HC Deb 14 April 1836 vol 32 cc1015-26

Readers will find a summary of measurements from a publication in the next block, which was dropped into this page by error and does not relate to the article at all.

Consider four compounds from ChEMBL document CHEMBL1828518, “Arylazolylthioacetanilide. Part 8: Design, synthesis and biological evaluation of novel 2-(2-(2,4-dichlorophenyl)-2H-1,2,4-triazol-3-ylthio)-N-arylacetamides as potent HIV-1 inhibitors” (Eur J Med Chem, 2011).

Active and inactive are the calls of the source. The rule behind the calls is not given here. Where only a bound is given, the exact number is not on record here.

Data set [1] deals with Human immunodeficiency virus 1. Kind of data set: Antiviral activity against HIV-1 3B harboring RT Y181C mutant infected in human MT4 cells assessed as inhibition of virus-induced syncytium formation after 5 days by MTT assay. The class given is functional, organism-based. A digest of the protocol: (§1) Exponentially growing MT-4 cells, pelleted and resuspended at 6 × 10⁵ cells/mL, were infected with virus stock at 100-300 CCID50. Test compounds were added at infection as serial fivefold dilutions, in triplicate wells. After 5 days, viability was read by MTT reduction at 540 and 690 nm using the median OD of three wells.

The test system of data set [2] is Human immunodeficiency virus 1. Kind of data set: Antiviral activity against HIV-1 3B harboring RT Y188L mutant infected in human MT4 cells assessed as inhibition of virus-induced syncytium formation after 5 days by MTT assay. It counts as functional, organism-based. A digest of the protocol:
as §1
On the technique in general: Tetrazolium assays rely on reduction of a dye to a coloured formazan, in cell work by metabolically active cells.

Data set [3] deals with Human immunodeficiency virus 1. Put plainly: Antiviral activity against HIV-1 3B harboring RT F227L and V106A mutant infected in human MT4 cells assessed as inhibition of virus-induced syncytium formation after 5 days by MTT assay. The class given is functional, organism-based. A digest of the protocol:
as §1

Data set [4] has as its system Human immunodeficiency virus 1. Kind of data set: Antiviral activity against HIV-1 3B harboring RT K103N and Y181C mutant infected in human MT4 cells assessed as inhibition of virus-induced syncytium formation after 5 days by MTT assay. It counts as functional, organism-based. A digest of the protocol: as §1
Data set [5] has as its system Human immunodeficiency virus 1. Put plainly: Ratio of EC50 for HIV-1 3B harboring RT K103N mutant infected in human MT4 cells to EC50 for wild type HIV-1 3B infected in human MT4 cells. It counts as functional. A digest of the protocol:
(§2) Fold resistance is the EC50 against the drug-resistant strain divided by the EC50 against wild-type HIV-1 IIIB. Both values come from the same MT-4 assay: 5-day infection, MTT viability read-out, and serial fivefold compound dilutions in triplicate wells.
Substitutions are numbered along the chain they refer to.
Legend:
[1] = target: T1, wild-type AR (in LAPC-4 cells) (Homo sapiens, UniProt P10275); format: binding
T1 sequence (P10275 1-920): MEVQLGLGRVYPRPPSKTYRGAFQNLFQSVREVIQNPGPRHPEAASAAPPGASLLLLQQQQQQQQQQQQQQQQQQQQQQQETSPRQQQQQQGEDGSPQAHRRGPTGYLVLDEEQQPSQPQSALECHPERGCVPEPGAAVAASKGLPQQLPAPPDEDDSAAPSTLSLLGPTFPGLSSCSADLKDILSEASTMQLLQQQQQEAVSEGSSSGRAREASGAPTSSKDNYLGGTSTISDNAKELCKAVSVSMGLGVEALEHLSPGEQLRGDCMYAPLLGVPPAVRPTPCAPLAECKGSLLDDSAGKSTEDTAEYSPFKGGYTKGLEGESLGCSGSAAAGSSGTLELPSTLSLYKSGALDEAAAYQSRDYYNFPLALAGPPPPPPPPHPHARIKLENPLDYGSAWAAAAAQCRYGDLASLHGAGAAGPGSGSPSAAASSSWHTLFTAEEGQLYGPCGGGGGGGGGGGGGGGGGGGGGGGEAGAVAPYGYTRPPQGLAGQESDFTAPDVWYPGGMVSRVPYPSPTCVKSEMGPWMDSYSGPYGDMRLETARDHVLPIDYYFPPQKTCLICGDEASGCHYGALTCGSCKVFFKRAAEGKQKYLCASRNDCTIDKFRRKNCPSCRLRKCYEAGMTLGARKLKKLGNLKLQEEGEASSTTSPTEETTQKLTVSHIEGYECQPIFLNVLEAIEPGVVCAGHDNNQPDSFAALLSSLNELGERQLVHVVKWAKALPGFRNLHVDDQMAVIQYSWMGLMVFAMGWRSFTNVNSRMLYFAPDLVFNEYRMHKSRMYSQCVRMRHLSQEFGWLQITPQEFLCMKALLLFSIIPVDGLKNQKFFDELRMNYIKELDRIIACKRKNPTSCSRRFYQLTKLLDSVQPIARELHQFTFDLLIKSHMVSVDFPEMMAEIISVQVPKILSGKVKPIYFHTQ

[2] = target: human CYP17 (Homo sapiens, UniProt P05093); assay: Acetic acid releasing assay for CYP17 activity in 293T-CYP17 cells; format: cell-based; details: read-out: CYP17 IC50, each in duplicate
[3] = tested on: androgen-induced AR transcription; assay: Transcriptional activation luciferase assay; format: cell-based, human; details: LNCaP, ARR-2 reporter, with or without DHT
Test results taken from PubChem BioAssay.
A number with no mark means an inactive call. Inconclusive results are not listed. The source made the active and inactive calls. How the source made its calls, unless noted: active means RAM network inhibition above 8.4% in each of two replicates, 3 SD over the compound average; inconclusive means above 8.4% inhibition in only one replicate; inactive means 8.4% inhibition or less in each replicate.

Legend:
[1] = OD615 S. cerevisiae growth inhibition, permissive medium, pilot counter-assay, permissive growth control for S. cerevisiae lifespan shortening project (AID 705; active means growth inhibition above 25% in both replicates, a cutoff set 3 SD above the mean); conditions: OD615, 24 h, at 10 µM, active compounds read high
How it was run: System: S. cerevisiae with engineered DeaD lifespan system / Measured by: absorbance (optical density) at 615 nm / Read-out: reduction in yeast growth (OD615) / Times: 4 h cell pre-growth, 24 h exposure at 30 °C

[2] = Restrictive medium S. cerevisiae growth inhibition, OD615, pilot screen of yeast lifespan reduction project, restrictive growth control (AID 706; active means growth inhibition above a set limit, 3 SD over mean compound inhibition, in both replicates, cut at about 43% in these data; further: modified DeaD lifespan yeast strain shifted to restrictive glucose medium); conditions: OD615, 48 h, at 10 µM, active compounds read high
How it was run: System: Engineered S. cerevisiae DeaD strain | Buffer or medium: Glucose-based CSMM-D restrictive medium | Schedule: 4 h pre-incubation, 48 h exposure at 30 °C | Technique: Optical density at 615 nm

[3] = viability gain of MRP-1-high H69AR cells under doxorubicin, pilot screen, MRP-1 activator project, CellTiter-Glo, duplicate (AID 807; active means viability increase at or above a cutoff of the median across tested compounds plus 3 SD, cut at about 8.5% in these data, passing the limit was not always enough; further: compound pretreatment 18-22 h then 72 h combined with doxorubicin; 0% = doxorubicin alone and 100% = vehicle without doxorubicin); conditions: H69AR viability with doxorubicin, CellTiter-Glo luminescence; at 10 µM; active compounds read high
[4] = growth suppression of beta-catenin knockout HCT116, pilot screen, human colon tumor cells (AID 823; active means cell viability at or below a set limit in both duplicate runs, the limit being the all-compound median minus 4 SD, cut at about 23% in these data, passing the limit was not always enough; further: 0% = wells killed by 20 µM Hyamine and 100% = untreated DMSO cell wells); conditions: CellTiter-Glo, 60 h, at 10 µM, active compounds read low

Mr. Robinson